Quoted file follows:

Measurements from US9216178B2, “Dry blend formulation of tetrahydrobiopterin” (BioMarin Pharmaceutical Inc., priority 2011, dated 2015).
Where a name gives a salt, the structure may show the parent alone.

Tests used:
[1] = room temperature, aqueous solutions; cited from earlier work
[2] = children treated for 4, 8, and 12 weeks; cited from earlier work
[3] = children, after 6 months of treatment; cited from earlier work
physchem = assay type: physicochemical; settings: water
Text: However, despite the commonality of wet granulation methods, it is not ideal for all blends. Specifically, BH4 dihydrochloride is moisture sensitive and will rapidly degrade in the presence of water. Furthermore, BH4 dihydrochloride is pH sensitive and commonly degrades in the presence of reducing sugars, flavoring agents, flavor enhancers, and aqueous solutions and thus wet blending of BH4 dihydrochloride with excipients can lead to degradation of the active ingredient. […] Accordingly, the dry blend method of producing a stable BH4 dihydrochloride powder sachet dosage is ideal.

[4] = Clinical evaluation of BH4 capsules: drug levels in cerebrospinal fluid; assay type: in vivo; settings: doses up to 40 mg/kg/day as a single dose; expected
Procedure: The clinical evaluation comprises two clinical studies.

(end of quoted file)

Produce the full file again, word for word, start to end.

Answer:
Measurements from US9216178B2, “Dry blend formulation of tetrahydrobiopterin” (BioMarin Pharmaceutical Inc., priority 2011, dated 2015).
Where a name gives a salt, the structure may show the parent alone.

Tests used:
[1] = room temperature, aqueous solutions; cited from earlier work
[2] = children treated for 4, 8, and 12 weeks; cited from earlier work
[3] = children, after 6 months of treatment; cited from earlier work
physchem = assay type: physicochemical; settings: water
Text: However, despite the commonality of wet granulation methods, it is not ideal for all blends. Specifically, BH4 dihydrochloride is moisture sensitive and will rapidly degrade in the presence of water. Furthermore, BH4 dihydrochloride is pH sensitive and commonly degrades in the presence of reducing sugars, flavoring agents, flavor enhancers, and aqueous solutions and thus wet blending of BH4 dihydrochloride with excipients can lead to degradation of the active ingredient. […] Accordingly, the dry blend method of producing a stable BH4 dihydrochloride powder sachet dosage is ideal.

[4] = Clinical evaluation of BH4 capsules: drug levels in cerebrospinal fluid; assay type: in vivo; settings: doses up to 40 mg/kg/day as a single dose; expected
Procedure: The clinical evaluation comprises two clinical studies.